And just like that…star Sara Ramirez opened up about the mental health crisis they faced early in the pandemic, leading the actor to contemplate suicide.
Ramirez – formerly in a non-binary identity, using their/their pronoun – with type About the incident, and how polarized fans have reacted to the “Sex and the City” revival character Che Diaz.
“I remember calling the national suicide hotline for the first time,” Ramirez, 46, told the publication in a cover interview published Wednesday.
Revealed: Just Like That, Sara Ramirez Reveals They Contemplated Suicide During Mental Health Crisis During Pandemic, Addresses Polarized Reactions To Character Chediaz
“I called some people and their phones were off and I thought, ‘Well, there’s this hotline…’
‘This guy really took me off the ledge and put me back in my body. It really helps that I can acknowledge my feelings without being them. I was especially vulnerable at that time and I sought support,” they added.
“I got that support, but it was a very tough year and for the most part I had to release all my obsession with eternity from all directions.”
It is unclear what triggered the incident.
Struggle: Ramirez – formerly non-binary, using their/their pronouns – speaks to Variety about her mental health crisis
Gorgeous shot: Tony Award-winning actor looks stunning on set
The Mexican-American actor and singer received a backlash from fans when she joined And Just Like That last year, with many fans questioning the character’s romance with Miranda Hobbs (Cynthia Nixon).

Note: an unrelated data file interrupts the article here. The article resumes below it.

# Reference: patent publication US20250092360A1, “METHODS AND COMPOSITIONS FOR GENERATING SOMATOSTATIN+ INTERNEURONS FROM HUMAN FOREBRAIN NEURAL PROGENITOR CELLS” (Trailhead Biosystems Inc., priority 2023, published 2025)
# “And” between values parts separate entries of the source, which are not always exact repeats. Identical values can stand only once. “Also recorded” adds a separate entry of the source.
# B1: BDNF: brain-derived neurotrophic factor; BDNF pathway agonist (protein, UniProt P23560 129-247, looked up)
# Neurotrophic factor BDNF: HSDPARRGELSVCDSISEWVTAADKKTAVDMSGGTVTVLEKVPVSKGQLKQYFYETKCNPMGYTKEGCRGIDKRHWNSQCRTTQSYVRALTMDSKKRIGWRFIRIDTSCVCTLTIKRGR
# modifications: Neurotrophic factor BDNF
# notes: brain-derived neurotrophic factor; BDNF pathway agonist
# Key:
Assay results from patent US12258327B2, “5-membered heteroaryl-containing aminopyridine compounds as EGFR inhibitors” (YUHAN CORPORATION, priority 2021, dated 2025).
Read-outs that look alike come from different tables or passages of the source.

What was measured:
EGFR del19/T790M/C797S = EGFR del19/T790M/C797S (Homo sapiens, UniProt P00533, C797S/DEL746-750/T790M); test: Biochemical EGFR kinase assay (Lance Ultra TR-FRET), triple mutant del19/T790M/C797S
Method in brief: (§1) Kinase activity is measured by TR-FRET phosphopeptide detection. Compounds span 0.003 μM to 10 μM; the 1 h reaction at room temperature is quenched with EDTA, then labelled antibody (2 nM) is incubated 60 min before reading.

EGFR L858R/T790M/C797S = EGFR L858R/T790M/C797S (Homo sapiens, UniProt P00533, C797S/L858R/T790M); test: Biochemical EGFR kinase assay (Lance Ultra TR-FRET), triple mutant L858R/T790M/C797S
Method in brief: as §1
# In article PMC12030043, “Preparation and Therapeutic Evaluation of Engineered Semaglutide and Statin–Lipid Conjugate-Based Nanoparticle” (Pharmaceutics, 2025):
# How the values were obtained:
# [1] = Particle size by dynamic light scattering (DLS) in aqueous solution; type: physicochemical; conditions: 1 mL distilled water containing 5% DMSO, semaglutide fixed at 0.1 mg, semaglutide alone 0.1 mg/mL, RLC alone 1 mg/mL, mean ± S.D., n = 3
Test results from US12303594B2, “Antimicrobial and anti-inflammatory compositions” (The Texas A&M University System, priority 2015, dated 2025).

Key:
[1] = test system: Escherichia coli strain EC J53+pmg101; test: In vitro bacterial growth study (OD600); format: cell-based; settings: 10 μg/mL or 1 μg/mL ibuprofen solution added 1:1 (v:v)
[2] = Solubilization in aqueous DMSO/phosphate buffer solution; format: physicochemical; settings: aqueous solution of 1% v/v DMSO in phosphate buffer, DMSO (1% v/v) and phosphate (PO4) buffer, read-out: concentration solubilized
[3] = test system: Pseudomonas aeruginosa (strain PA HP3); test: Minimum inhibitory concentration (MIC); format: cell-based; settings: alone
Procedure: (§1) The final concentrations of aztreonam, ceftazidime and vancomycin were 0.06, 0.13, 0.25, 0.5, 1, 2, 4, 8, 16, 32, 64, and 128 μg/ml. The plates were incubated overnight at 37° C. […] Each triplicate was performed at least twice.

But Ramirez said they deliberately altered reading any negative or positive responses. “Other people’s perception of the character — it’s not something I can allow into my process,” they told the publication.
In the final scene of the show, the car leaves New York for a TV show in Los Angeles, where Miranda is about to follow her.
“The first season is about judging a book by its cover, and the second season is about reading the book,” Ramirez said while teasing the details of the second season.
The heart of the matter: Ramirez wears red makeup and has a heart outline on his face
Stop it: Ramirez says they intentionally changed reading any negative or positive reactions to character Che Diaz
Elsewhere in the cover interview, Cynthia Nixon — who herself came out as a lesbian in 2004 — also cites some quotes about fans’ reactions to Miranda leaving Steve.
Director Michael Patrick King is said to have asked her “Do you want Miranda to be gay?” Nixon replied, “Of course, why not!”
Nixon considered Miranda “to have a lot of weird, frankly lesbian qualities” and that the character was “a stand-in for gay women that we don’t have.”
Referring to Kim Cattrall’s character Samantha — who had a lesbian relationship in season four of the original series — she said: “I think Samantha is a different kind of queer.”
Controversy: Sara Ramirez’s character creates buzz among die-hard ‘Sex and the City’ fans
King also spoke with Variety about the cover feature, revealing, “One of my passions for Season 2 is Che.”
He added: “I want to show the dimensions of Che that people can’t see, for whatever reason – because they are blinded, out of fear or fear. I want to show more Che not less Che …like, really.
He also shared an anecdote from his friend, filmmaker Greg Araki, who apparently asked him, “How does it feel to create the most extreme character on all 5,000 TV shows?”
King has been surprised by the popularity of Che and the show before, especially when there are so many shows flooding the streaming market.
Nobuyoshi Araki — director of Smiley, starring Anna Faris — noted that some shows have “Vikings drinking children’s blood,” but “everyone cares about a non-binary stand-up comedy right now.”